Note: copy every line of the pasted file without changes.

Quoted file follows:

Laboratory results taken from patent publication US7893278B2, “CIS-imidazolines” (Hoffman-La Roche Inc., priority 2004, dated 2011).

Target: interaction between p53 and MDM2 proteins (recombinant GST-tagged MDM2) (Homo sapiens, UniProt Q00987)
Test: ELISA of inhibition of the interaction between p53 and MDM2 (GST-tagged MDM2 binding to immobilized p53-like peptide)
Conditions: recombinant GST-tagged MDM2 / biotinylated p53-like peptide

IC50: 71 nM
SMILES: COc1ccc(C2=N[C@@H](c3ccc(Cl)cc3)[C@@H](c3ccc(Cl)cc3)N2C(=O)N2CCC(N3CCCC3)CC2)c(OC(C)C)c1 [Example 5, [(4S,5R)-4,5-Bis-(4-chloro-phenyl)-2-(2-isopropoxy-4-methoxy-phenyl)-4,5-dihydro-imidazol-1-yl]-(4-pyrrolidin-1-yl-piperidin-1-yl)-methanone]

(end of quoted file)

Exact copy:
Laboratory results taken from patent publication US7893278B2, “CIS-imidazolines” (Hoffman-La Roche Inc., priority 2004, dated 2011).

Target: interaction between p53 and MDM2 proteins (recombinant GST-tagged MDM2) (Homo sapiens, UniProt Q00987)
Test: ELISA of inhibition of the interaction between p53 and MDM2 (GST-tagged MDM2 binding to immobilized p53-like peptide)
Conditions: recombinant GST-tagged MDM2 / biotinylated p53-like peptide

IC50: 71 nM
SMILES: COc1ccc(C2=N[C@@H](c3ccc(Cl)cc3)[C@@H](c3ccc(Cl)cc3)N2C(=O)N2CCC(N3CCCC3)CC2)c(OC(C)C)c1 [Example 5, [(4S,5R)-4,5-Bis-(4-chloro-phenyl)-2-(2-isopropoxy-4-methoxy-phenyl)-4,5-dihydro-imidazol-1-yl]-(4-pyrrolidin-1-yl-piperidin-1-yl)-methanone]